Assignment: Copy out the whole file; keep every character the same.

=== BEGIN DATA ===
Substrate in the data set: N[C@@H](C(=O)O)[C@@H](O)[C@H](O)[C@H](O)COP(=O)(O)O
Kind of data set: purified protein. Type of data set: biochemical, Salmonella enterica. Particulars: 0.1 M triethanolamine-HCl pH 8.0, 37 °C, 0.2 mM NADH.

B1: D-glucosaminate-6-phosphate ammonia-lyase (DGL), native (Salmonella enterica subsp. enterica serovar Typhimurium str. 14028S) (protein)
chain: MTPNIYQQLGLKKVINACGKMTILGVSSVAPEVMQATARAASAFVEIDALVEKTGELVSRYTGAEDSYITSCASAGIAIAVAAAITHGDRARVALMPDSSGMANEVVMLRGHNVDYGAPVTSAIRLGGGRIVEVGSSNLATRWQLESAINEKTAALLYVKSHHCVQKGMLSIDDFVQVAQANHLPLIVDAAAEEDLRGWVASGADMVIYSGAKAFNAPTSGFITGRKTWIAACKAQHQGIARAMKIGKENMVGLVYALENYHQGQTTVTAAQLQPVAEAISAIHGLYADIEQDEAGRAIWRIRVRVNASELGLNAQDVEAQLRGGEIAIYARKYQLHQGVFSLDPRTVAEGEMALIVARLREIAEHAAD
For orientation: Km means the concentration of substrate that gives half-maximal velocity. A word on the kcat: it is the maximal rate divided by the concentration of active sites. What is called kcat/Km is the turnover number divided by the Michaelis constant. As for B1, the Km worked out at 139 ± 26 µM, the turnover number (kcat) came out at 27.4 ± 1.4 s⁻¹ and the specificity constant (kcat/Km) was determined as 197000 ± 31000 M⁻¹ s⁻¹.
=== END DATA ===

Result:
Substrate in the data set: N[C@@H](C(=O)O)[C@@H](O)[C@H](O)[C@H](O)COP(=O)(O)O
Kind of data set: purified protein. Type of data set: biochemical, Salmonella enterica. Particulars: 0.1 M triethanolamine-HCl pH 8.0, 37 °C, 0.2 mM NADH.

B1: D-glucosaminate-6-phosphate ammonia-lyase (DGL), native (Salmonella enterica subsp. enterica serovar Typhimurium str. 14028S) (protein)
chain: MTPNIYQQLGLKKVINACGKMTILGVSSVAPEVMQATARAASAFVEIDALVEKTGELVSRYTGAEDSYITSCASAGIAIAVAAAITHGDRARVALMPDSSGMANEVVMLRGHNVDYGAPVTSAIRLGGGRIVEVGSSNLATRWQLESAINEKTAALLYVKSHHCVQKGMLSIDDFVQVAQANHLPLIVDAAAEEDLRGWVASGADMVIYSGAKAFNAPTSGFITGRKTWIAACKAQHQGIARAMKIGKENMVGLVYALENYHQGQTTVTAAQLQPVAEAISAIHGLYADIEQDEAGRAIWRIRVRVNASELGLNAQDVEAQLRGGEIAIYARKYQLHQGVFSLDPRTVAEGEMALIVARLREIAEHAAD
For orientation: Km means the concentration of substrate that gives half-maximal velocity. A word on the kcat: it is the maximal rate divided by the concentration of active sites. What is called kcat/Km is the turnover number divided by the Michaelis constant. As for B1, the Km worked out at 139 ± 26 µM, the turnover number (kcat) came out at 27.4 ± 1.4 s⁻¹ and the specificity constant (kcat/Km) was determined as 197000 ± 31000 M⁻¹ s⁻¹.